The White Hart, Hinkshay
|Directory||Year / Page No||Name||Occupation||Residence||Street/Road|
|Post Office||1863 Page 681||Summers Elizabeth (Miss)||Publican||White Hart||Hinkshay|
|Slaters||1868 Page 30||Summers Elizabeth||Public||White Hart||Hinkshay|
|Post Office's||1870 Page 48||Summers Elizabeth (Miss)||Publican||White Hart||Hinkshay|
|Edward Cassey||1871 Page 139||Summers Elizabeth||Publican||White Hart inn||Hinkshay|
|Slaters||1880 Page 38||Breeze John||White Hart||Hinkshay|
|Kelly's||1891 Page 306||Breeze John||Publican & grocer||White Hart P.H||Hinkshay|
|Kelly's||1895 Page 75||Breeze John||Publican||White Hart P.H||Hinkshay|
|Kelly's||1900 Page 78||Breeze John||Publican||White Hart P.H||Hinkshay|
|Kelly's||1909 Page 84||Breeze George||Publican||White Hart P.H||Hinkshay|
|Kelly's||1913 Page 87||Harper Walter||Publican||White Hart P.H||Hinkshay|
|Kelly's||1926 Page 88||Harper Walter||Publican||White Hart P.H||Hinkshay|
|Kelly's||1934 Page 89||Harper Walter Rd Oscar||Publican||White Hart P.H
|Kelly's||1937 Page 88||Harper Walter Rd Oscar||Publican||White Hart P.H
|Kelly's||1941 Page 87||Harper Walter Rd Oscar||Publican||White Hart P.H
|Census||1861||Summers Elizabeth||Licensed victualler||Tom & Jerry||Hinkshay|
|Census||1891||John Breeze||Licensed victualler||White Hart||Hinkshay|
This photograph was taken of the White Hart from off the “Jerry Mount” at Hinkshay. The road that ran between, and which crossed the Hinkshay Road, was called the “Jerry Rails” and the pub was knick-named the “Jerry”. Also, a furnace near Stirchley Pools was called the “Jerry Furnace”. Several reasons are given for this name including one that claimed that German prisoners of war laid the rails. This cannot be true because the rails, or tramway, were in existence well before the name “Jerry “was adopted for German soldiers. It can clearly be seen in the 1861 census, that the pub was originally called the “Tom and Jerry” and so we can safely assume that the name stems from this, and that the other places, and road, were named after the pub and not the other way round.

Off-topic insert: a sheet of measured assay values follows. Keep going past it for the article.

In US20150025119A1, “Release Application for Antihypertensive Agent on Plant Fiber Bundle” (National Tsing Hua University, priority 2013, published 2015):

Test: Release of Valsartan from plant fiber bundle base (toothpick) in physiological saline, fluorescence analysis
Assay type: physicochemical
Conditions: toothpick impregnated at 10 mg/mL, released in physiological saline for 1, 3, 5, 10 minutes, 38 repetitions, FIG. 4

Tom and Jerry” was a name formerly used for roistering young men about town. In modern times the names are familiar from the cat and mouse cartoon characters. They first appeared in an animated cartoon called Puss Gets the Boot in 1940.
Tom and Jerry” is also the name of a hot mixed drink containing rum, brandy, egg, nutmeg and sometimes milk.
For more information on the origins of Tom and Jerry
The pub is mentioned in the 1896 Licensing returns, when John Breeze was landlord, and is listed in the 1841 census, where Thomas Summers was landlord. In Bagshaw’s 1851 directory we find Thomas Summers listed as a Maltsters, Farmer and Victualler at Hinkshay. The 1861 census clearly names the pub as Tom & Jerry, but in 1871 it is called the White Hart. In Kelly’s 1913 and 1926 directories, Walter Harper was the landlord.
The Jerry closed in 2007. It was eventually destroyed by fire and demolished.